So far, no other study of this scale has addressed whether or not flavanols can decrease BP in healthy subjects with normal BP at the beginning of the study. The parallel changes in PWV and aortic augmentation are consistent with the notion that an improved elasticity of arteries or arterial unloading may be related to SBP lowering. The strong association between ageing and increases in PWV as a marker for vascular stiffness supports that PWV is a marker of vascular age( Reference Nilsson 29 ). In our study, the PWV significantly decreased toward values that are usually seen in persons several years younger. The parallel changes in central BP and AIX suggest that this may have positive effects on cardiac function. Future studies will have to verify the biological relevance of such findings in the context of longer-term investigations and characterise the mechanisms involved. In the context of the present study, we cannot mechanistically dissect whether or not the CF intake-induced change in PWV may be primarily caused by a softening of the aorta and large vessels or are secondary to alterations in cardiac stroke volume, changes in central and peripheral BP or because of alterations in the total peripheral resistance. (We have addressed the effect of CF on haemodynamics in much more detail in a recent study( Reference Heiss, Sansone and Karimi 30 ).)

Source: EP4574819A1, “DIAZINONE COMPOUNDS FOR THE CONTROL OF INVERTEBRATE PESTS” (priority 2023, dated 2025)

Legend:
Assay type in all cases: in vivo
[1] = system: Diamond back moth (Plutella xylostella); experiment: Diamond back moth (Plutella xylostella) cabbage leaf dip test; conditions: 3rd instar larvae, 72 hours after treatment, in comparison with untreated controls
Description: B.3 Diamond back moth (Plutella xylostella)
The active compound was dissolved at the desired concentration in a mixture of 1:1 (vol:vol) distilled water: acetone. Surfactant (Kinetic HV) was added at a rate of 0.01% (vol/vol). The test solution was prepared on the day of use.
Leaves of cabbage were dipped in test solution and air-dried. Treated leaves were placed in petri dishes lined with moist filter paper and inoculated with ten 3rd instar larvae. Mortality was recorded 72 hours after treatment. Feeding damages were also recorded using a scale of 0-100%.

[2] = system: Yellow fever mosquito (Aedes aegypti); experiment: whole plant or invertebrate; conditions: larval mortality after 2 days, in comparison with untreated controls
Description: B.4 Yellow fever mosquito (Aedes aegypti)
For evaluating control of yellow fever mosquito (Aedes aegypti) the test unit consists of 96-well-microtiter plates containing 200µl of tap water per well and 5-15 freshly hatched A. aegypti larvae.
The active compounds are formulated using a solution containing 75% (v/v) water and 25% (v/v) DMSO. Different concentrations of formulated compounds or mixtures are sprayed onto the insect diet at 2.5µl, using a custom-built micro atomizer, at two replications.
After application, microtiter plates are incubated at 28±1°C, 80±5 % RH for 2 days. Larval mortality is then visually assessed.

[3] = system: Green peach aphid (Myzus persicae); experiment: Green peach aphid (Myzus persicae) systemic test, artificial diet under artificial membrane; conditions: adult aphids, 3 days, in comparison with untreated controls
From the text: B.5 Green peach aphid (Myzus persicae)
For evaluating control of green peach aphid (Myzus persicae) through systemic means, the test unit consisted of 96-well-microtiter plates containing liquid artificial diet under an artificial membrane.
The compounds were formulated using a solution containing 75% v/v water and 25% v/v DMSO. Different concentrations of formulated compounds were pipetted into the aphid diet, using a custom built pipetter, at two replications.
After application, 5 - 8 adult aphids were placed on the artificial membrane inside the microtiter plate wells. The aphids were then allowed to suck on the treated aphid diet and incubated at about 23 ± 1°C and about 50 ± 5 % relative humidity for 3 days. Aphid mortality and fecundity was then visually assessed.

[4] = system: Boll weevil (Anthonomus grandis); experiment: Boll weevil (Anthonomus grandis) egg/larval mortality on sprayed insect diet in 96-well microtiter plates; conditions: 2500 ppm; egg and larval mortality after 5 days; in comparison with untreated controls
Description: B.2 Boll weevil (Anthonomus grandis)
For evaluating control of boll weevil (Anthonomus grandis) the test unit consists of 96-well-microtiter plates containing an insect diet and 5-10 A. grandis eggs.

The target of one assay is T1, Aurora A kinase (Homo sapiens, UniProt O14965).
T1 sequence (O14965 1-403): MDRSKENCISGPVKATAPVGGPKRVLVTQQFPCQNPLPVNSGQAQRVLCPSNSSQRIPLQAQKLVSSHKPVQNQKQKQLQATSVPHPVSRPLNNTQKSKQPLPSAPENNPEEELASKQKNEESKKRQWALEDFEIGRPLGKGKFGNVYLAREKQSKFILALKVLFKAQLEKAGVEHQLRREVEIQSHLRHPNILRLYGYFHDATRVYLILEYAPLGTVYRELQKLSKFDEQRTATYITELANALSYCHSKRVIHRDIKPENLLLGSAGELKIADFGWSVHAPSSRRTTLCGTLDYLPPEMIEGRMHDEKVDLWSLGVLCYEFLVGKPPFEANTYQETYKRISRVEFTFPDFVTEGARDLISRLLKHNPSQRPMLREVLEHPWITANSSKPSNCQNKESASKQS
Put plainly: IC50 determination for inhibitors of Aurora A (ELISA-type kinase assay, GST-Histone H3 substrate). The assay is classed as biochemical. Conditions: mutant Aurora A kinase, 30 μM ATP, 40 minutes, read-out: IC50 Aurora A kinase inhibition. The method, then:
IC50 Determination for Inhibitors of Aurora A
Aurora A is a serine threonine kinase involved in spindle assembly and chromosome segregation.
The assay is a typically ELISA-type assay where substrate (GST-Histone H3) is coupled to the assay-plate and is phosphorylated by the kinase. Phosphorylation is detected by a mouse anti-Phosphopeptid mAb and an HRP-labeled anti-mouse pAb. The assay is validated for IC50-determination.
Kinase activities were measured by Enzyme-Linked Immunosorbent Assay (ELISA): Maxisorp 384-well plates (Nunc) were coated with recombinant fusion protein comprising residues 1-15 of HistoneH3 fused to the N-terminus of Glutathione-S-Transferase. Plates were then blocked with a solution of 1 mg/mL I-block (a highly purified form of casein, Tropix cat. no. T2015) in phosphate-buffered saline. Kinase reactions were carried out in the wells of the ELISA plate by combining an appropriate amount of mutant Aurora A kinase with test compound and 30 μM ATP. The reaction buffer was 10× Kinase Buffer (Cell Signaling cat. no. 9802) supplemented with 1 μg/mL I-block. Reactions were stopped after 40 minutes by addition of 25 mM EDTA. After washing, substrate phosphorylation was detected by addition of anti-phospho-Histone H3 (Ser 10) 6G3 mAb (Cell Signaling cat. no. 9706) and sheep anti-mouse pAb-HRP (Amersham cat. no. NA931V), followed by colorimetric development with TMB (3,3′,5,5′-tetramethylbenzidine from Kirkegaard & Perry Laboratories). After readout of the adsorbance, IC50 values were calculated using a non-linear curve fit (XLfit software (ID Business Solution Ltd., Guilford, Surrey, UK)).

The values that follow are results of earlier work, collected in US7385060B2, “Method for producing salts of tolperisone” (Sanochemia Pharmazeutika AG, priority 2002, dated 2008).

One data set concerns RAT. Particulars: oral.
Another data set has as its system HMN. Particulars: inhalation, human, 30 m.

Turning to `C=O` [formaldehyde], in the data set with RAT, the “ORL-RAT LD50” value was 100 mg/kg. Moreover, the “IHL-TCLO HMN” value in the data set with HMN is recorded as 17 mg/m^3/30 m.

In middle- and old age, and at all BP levels, high plasma cholesterol is positively associated with IHD mortality( Reference Lewington and Whitlock 31 ). Depending on age, a decrease in total cholesterol of 1 mmol/l was associated in middle-aged individuals with a decreased risk of IHD mortality by 50 %. We here show in healthy volunteers that CF may be able to decrease total and LDL-cholesterol by 0·2 mmol/l over 1 month. A meta-analysis investigating the effects of cocoa products on lipids in diverse populations suggested an overall total and LDL-cholesterol-lowering effect of 0·2 mmol/l but no significant effect on HDL-cholesterol( Reference Tokede, Gaziano and Djousse 32 ). Overall, these outcomes were confirmed by a more recent meta-analysis including fourteen studies( Reference Hooper, Kay and Abdelhamid 4 ). The results differed from the first meta-analysis( Reference Tokede, Gaziano and Djousse 32 ) in so far as they demonstrated a small, but significant, increase in HDL-cholesterol in longer-term studies( Reference Hooper, Kay and Abdelhamid 4 ), which is consistent with our current study, thus supporting that CF may be capable of improving blood lipids in healthy volunteers.